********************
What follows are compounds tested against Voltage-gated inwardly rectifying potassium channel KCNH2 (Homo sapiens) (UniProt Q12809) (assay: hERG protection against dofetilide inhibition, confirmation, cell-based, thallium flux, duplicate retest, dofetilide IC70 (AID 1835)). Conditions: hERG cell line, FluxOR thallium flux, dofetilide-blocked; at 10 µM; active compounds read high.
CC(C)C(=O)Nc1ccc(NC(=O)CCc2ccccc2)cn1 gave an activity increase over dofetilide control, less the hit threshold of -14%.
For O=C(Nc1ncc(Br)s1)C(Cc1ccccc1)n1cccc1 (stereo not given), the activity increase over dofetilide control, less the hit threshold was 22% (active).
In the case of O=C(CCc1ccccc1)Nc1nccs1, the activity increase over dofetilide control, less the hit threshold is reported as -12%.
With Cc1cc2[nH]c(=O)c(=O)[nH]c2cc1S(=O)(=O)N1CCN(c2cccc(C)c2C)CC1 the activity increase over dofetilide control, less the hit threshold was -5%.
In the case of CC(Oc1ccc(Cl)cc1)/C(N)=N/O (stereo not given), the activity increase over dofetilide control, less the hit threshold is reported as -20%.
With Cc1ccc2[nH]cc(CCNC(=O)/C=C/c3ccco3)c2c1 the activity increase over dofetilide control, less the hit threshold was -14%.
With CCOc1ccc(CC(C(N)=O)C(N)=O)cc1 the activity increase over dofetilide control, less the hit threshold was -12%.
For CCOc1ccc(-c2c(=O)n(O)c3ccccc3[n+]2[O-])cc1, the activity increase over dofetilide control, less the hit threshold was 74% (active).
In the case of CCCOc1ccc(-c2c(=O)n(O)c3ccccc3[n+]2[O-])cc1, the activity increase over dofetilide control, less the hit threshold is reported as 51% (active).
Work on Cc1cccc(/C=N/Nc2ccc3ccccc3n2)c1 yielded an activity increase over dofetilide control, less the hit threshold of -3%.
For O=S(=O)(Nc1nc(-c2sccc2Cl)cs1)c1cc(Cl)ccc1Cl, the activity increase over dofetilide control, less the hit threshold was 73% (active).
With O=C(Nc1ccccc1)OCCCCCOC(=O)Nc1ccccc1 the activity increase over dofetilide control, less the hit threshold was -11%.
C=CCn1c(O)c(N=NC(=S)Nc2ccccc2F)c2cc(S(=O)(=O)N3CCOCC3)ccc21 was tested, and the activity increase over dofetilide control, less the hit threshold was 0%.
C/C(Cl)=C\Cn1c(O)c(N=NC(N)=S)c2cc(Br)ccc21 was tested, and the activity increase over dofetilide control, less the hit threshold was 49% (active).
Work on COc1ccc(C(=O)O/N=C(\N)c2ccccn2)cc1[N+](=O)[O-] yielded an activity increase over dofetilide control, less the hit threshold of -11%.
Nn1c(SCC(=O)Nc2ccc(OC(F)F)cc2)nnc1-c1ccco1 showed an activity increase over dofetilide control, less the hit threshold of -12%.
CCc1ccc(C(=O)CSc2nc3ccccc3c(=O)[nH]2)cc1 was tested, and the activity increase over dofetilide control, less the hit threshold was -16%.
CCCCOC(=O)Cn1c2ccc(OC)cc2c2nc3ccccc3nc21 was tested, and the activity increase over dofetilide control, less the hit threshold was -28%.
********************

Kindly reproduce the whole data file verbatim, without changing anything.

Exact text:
What follows are compounds tested against Voltage-gated inwardly rectifying potassium channel KCNH2 (Homo sapiens) (UniProt Q12809) (assay: hERG protection against dofetilide inhibition, confirmation, cell-based, thallium flux, duplicate retest, dofetilide IC70 (AID 1835)). Conditions: hERG cell line, FluxOR thallium flux, dofetilide-blocked; at 10 µM; active compounds read high.
CC(C)C(=O)Nc1ccc(NC(=O)CCc2ccccc2)cn1 gave an activity increase over dofetilide control, less the hit threshold of -14%.
For O=C(Nc1ncc(Br)s1)C(Cc1ccccc1)n1cccc1 (stereo not given), the activity increase over dofetilide control, less the hit threshold was 22% (active).
In the case of O=C(CCc1ccccc1)Nc1nccs1, the activity increase over dofetilide control, less the hit threshold is reported as -12%.
With Cc1cc2[nH]c(=O)c(=O)[nH]c2cc1S(=O)(=O)N1CCN(c2cccc(C)c2C)CC1 the activity increase over dofetilide control, less the hit threshold was -5%.
In the case of CC(Oc1ccc(Cl)cc1)/C(N)=N/O (stereo not given), the activity increase over dofetilide control, less the hit threshold is reported as -20%.
With Cc1ccc2[nH]cc(CCNC(=O)/C=C/c3ccco3)c2c1 the activity increase over dofetilide control, less the hit threshold was -14%.
With CCOc1ccc(CC(C(N)=O)C(N)=O)cc1 the activity increase over dofetilide control, less the hit threshold was -12%.
For CCOc1ccc(-c2c(=O)n(O)c3ccccc3[n+]2[O-])cc1, the activity increase over dofetilide control, less the hit threshold was 74% (active).
In the case of CCCOc1ccc(-c2c(=O)n(O)c3ccccc3[n+]2[O-])cc1, the activity increase over dofetilide control, less the hit threshold is reported as 51% (active).
Work on Cc1cccc(/C=N/Nc2ccc3ccccc3n2)c1 yielded an activity increase over dofetilide control, less the hit threshold of -3%.
For O=S(=O)(Nc1nc(-c2sccc2Cl)cs1)c1cc(Cl)ccc1Cl, the activity increase over dofetilide control, less the hit threshold was 73% (active).
With O=C(Nc1ccccc1)OCCCCCOC(=O)Nc1ccccc1 the activity increase over dofetilide control, less the hit threshold was -11%.
C=CCn1c(O)c(N=NC(=S)Nc2ccccc2F)c2cc(S(=O)(=O)N3CCOCC3)ccc21 was tested, and the activity increase over dofetilide control, less the hit threshold was 0%.
C/C(Cl)=C\Cn1c(O)c(N=NC(N)=S)c2cc(Br)ccc21 was tested, and the activity increase over dofetilide control, less the hit threshold was 49% (active).
Work on COc1ccc(C(=O)O/N=C(\N)c2ccccn2)cc1[N+](=O)[O-] yielded an activity increase over dofetilide control, less the hit threshold of -11%.
Nn1c(SCC(=O)Nc2ccc(OC(F)F)cc2)nnc1-c1ccco1 showed an activity increase over dofetilide control, less the hit threshold of -12%.
CCc1ccc(C(=O)CSc2nc3ccccc3c(=O)[nH]2)cc1 was tested, and the activity increase over dofetilide control, less the hit threshold was -16%.
CCCCOC(=O)Cn1c2ccc(OC)cc2c2nc3ccccc3nc21 was tested, and the activity increase over dofetilide control, less the hit threshold was -28%.